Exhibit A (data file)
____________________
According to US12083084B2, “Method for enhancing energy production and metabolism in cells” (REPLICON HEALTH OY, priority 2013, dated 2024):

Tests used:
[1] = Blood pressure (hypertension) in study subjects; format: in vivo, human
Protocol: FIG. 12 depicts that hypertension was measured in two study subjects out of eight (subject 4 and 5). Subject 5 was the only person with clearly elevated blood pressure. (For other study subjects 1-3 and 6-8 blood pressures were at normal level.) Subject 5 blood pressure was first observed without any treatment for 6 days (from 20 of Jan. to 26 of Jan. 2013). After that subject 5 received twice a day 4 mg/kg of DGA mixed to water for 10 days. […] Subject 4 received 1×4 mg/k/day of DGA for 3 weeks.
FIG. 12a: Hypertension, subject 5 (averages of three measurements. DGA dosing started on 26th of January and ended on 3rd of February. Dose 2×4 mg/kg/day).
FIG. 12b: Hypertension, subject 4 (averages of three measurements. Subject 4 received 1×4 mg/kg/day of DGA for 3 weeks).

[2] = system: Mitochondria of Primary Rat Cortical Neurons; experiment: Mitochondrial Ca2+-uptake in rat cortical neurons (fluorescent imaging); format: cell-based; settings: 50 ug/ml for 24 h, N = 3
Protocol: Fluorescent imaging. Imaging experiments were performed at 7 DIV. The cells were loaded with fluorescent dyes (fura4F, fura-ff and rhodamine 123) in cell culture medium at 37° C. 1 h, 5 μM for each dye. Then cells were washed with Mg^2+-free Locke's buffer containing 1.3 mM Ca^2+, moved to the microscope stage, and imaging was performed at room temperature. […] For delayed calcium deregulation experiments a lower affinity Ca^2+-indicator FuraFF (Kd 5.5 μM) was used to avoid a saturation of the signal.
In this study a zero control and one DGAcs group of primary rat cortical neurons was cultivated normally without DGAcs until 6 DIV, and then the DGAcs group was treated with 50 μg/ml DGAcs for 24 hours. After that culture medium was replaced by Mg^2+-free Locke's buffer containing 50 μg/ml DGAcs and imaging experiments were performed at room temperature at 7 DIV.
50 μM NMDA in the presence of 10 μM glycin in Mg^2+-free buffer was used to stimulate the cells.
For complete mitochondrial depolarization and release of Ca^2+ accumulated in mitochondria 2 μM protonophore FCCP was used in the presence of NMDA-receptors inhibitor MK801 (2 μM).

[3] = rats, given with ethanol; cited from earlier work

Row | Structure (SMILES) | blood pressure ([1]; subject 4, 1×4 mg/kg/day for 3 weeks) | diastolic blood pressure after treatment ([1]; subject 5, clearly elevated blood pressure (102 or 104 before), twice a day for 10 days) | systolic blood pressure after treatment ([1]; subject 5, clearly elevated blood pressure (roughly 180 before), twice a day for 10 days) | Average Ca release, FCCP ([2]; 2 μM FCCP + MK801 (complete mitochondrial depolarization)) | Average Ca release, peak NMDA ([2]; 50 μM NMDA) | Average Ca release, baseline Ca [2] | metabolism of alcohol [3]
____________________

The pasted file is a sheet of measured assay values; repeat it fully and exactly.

According to US12083084B2, “Method for enhancing energy production and metabolism in cells” (REPLICON HEALTH OY, priority 2013, dated 2024):

Tests used:
[1] = Blood pressure (hypertension) in study subjects; format: in vivo, human
Protocol: FIG. 12 depicts that hypertension was measured in two study subjects out of eight (subject 4 and 5). Subject 5 was the only person with clearly elevated blood pressure. (For other study subjects 1-3 and 6-8 blood pressures were at normal level.) Subject 5 blood pressure was first observed without any treatment for 6 days (from 20 of Jan. to 26 of Jan. 2013). After that subject 5 received twice a day 4 mg/kg of DGA mixed to water for 10 days. […] Subject 4 received 1×4 mg/k/day of DGA for 3 weeks.
FIG. 12a: Hypertension, subject 5 (averages of three measurements. DGA dosing started on 26th of January and ended on 3rd of February. Dose 2×4 mg/kg/day).
FIG. 12b: Hypertension, subject 4 (averages of three measurements. Subject 4 received 1×4 mg/kg/day of DGA for 3 weeks).

[2] = system: Mitochondria of Primary Rat Cortical Neurons; experiment: Mitochondrial Ca2+-uptake in rat cortical neurons (fluorescent imaging); format: cell-based; settings: 50 ug/ml for 24 h, N = 3
Protocol: Fluorescent imaging. Imaging experiments were performed at 7 DIV. The cells were loaded with fluorescent dyes (fura4F, fura-ff and rhodamine 123) in cell culture medium at 37° C. 1 h, 5 μM for each dye. Then cells were washed with Mg^2+-free Locke's buffer containing 1.3 mM Ca^2+, moved to the microscope stage, and imaging was performed at room temperature. […] For delayed calcium deregulation experiments a lower affinity Ca^2+-indicator FuraFF (Kd 5.5 μM) was used to avoid a saturation of the signal.
In this study a zero control and one DGAcs group of primary rat cortical neurons was cultivated normally without DGAcs until 6 DIV, and then the DGAcs group was treated with 50 μg/ml DGAcs for 24 hours. After that culture medium was replaced by Mg^2+-free Locke's buffer containing 50 μg/ml DGAcs and imaging experiments were performed at room temperature at 7 DIV.
50 μM NMDA in the presence of 10 μM glycin in Mg^2+-free buffer was used to stimulate the cells.
For complete mitochondrial depolarization and release of Ca^2+ accumulated in mitochondria 2 μM protonophore FCCP was used in the presence of NMDA-receptors inhibitor MK801 (2 μM).

[3] = rats, given with ethanol; cited from earlier work

Row | Structure (SMILES) | blood pressure ([1]; subject 4, 1×4 mg/kg/day for 3 weeks) | diastolic blood pressure after treatment ([1]; subject 5, clearly elevated blood pressure (102 or 104 before), twice a day for 10 days) | systolic blood pressure after treatment ([1]; subject 5, clearly elevated blood pressure (roughly 180 before), twice a day for 10 days) | Average Ca release, FCCP ([2]; 2 μM FCCP + MK801 (complete mitochondrial depolarization)) | Average Ca release, peak NMDA ([2]; 50 μM NMDA) | Average Ca release, baseline Ca [2] | metabolism of alcohol [3]